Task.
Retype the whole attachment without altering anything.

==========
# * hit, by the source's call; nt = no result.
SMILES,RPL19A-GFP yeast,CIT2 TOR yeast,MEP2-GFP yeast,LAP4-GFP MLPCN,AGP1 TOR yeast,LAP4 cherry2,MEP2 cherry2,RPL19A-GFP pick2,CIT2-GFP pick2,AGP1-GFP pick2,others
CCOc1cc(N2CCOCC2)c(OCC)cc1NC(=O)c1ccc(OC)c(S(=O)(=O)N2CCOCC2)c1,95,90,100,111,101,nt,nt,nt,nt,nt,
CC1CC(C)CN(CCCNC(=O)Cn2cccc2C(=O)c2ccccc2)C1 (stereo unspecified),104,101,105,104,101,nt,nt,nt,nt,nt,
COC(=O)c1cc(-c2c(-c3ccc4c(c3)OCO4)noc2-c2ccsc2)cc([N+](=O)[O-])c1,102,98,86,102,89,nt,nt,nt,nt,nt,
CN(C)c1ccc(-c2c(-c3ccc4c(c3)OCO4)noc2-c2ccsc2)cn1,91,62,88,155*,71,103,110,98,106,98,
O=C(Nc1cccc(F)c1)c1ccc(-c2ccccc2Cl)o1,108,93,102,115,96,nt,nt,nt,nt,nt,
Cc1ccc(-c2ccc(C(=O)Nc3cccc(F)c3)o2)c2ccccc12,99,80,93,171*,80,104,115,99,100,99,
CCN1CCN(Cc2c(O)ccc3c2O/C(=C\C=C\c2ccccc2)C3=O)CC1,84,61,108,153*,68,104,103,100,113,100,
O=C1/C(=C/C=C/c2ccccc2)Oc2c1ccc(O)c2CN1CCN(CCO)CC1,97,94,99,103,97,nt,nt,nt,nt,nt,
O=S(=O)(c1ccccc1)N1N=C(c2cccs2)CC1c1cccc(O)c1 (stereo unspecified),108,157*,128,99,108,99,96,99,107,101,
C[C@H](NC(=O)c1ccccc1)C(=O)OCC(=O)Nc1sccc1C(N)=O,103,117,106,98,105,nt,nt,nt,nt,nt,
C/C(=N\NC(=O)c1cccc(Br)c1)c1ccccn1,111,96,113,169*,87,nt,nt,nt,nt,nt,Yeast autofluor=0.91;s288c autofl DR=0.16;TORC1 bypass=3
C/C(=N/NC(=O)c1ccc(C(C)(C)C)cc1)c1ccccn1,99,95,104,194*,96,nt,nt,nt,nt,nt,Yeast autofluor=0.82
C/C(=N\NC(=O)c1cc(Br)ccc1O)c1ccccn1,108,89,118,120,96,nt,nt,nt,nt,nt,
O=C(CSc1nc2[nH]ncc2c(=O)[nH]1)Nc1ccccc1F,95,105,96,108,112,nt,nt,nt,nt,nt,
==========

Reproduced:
# * hit, by the source's call; nt = no result.
SMILES,RPL19A-GFP yeast,CIT2 TOR yeast,MEP2-GFP yeast,LAP4-GFP MLPCN,AGP1 TOR yeast,LAP4 cherry2,MEP2 cherry2,RPL19A-GFP pick2,CIT2-GFP pick2,AGP1-GFP pick2,others
CCOc1cc(N2CCOCC2)c(OCC)cc1NC(=O)c1ccc(OC)c(S(=O)(=O)N2CCOCC2)c1,95,90,100,111,101,nt,nt,nt,nt,nt,
CC1CC(C)CN(CCCNC(=O)Cn2cccc2C(=O)c2ccccc2)C1 (stereo unspecified),104,101,105,104,101,nt,nt,nt,nt,nt,
COC(=O)c1cc(-c2c(-c3ccc4c(c3)OCO4)noc2-c2ccsc2)cc([N+](=O)[O-])c1,102,98,86,102,89,nt,nt,nt,nt,nt,
CN(C)c1ccc(-c2c(-c3ccc4c(c3)OCO4)noc2-c2ccsc2)cn1,91,62,88,155*,71,103,110,98,106,98,
O=C(Nc1cccc(F)c1)c1ccc(-c2ccccc2Cl)o1,108,93,102,115,96,nt,nt,nt,nt,nt,
Cc1ccc(-c2ccc(C(=O)Nc3cccc(F)c3)o2)c2ccccc12,99,80,93,171*,80,104,115,99,100,99,
CCN1CCN(Cc2c(O)ccc3c2O/C(=C\C=C\c2ccccc2)C3=O)CC1,84,61,108,153*,68,104,103,100,113,100,
O=C1/C(=C/C=C/c2ccccc2)Oc2c1ccc(O)c2CN1CCN(CCO)CC1,97,94,99,103,97,nt,nt,nt,nt,nt,
O=S(=O)(c1ccccc1)N1N=C(c2cccs2)CC1c1cccc(O)c1 (stereo unspecified),108,157*,128,99,108,99,96,99,107,101,
C[C@H](NC(=O)c1ccccc1)C(=O)OCC(=O)Nc1sccc1C(N)=O,103,117,106,98,105,nt,nt,nt,nt,nt,
C/C(=N\NC(=O)c1cccc(Br)c1)c1ccccn1,111,96,113,169*,87,nt,nt,nt,nt,nt,Yeast autofluor=0.91;s288c autofl DR=0.16;TORC1 bypass=3
C/C(=N/NC(=O)c1ccc(C(C)(C)C)cc1)c1ccccn1,99,95,104,194*,96,nt,nt,nt,nt,nt,Yeast autofluor=0.82
C/C(=N\NC(=O)c1cc(Br)ccc1O)c1ccccn1,108,89,118,120,96,nt,nt,nt,nt,nt,
O=C(CSc1nc2[nH]ncc2c(=O)[nH]1)Nc1ccccc1F,95,105,96,108,112,nt,nt,nt,nt,nt,